Last year my sister moved from the Houston area back to North Texas. The move went well, she had movers pick up and deliver the contents of her old house to her new house and store it in the time in between. Everything appeared to have gone well, that was until she started unpacking… She found several broken and things (such as our grandmother’s china). She thought she had found it all and dealt with the anger and frustration that accompanied each shard. Until she unpacked her Christmas decorations eight months later.
To be honest the carnage could have been much worse, but she was still hurt to discover busted up snowmen. (Snowmen are her Christmas thing. Our mother collects Santa figurines, and I started out collecting jingle bells but you can only collect so many jingle bells…my thing eventually just became the all encompassing Christmas category.)
Now, over the years I have become known as the pottery and glass fixer in the family. I have conducted successful reconstructive surgery on a couple of ceramic frogs, pumpkins, and plates. I am not an expert; I just have a steady hand with a bottle of Gorilla Super Glue and a knack for puzzles.
My sister brought over a box of snowman pieces and I set to work sorting and setting.
As I worked, I thought of how brokenness is sometimes a blessing. Each repair line is stronger than it was before, once the glue cures.
In Japan, cracked pottery is often repaired to emphasize the “damage”. This practice is called Kintsugi (also known as kintsukuroi).
Kintsugi is the Japanese art of repairing broken pottery by mending the areas of breakage with lacquer dusted or mixed with powdered gold, silver, or platinum.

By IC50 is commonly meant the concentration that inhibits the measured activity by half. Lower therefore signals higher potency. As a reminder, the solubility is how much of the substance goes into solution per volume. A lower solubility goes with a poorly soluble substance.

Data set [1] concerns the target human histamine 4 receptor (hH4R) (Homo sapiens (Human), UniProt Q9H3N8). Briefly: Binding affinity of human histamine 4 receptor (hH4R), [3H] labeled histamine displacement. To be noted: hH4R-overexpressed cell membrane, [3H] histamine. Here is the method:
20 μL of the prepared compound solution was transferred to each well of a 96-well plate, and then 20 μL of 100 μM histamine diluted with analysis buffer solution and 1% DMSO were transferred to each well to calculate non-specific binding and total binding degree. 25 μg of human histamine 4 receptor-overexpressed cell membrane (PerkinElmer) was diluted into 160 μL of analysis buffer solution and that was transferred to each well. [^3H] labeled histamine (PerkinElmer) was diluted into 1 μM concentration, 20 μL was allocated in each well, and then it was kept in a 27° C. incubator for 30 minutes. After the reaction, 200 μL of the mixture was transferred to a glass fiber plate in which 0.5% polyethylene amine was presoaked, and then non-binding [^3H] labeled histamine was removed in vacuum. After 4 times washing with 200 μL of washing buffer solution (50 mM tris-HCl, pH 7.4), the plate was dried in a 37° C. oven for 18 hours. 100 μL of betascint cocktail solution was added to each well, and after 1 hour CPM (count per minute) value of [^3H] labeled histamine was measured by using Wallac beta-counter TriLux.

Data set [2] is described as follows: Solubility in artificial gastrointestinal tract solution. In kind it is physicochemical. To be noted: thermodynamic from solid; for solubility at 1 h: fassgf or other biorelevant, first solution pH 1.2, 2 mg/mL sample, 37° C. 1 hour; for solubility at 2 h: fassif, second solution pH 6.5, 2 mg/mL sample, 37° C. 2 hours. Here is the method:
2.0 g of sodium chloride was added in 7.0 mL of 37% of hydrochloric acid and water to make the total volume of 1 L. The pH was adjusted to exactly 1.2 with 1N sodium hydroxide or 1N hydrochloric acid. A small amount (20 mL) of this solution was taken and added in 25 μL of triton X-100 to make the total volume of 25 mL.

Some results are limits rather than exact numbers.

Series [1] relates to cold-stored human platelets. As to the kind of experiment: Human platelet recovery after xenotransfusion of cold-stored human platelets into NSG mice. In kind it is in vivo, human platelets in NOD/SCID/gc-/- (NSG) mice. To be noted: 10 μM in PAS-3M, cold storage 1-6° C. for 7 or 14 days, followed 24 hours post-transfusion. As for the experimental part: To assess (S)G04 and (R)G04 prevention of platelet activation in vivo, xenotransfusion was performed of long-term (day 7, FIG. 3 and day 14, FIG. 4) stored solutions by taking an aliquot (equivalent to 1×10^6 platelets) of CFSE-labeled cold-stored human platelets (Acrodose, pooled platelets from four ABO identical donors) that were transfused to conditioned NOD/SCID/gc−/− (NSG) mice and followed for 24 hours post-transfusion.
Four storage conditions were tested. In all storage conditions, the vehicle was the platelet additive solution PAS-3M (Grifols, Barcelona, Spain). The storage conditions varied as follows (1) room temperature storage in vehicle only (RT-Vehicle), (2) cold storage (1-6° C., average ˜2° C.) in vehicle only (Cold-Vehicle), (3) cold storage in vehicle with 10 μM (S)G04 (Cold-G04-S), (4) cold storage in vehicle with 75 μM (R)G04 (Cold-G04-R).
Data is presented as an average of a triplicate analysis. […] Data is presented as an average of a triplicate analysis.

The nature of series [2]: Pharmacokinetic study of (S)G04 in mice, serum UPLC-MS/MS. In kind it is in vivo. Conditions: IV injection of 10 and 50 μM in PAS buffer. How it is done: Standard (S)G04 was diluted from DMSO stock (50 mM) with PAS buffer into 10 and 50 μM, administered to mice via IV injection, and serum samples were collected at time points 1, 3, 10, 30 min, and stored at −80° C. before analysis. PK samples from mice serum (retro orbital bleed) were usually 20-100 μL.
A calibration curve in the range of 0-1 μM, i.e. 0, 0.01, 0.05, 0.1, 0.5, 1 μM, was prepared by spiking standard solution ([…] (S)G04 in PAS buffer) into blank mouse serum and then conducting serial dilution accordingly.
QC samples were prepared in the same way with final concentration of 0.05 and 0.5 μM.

The philosophy behind this practice is to embrace the flawed and imperfect. Illuminating the cracks and repairs as simply an event in the life of an object rather than allowing its service to end at the time of its damage or breakage, and can be seen as an example of the saying, “Waste not, want not”
“Not only is there no attempt to hide the damage, but the repair is literally illuminated… a kind of physical expression of the spirit of mushin….Mushin is often literally translated as “no mind,” but carries connotations of fully existing within the moment, of non-attachment, of equanimity amid changing conditions. …The vicissitudes of existence over time, to which all humans are susceptible, could not be clearer than in the breaks, the knocks, and the shattering to which ceramic ware too is subject. This poignancy or aesthetic of existence has been known in Japan as mono no aware, a compassionate sensitivity, or perhaps identification with, [things] outside oneself.”
— Christy Bartlett, Flickwerk: The Aesthetics of Mended Japanese Ceramics
I grew up in a family of fixers. If something is broken or doesn’t work…take it apart and try to fix it, you can’t really make it not work more. We live in a very disposable world…if its broken, throw it away and buy a new one. Perhaps we all need to keep Kintsugi in mind next time we encounter brokenness, both in objects and in our own lives.
What would the world be like if we wholeheartedly embraced, and even highlighted our imperfections, our scars, our brokenness?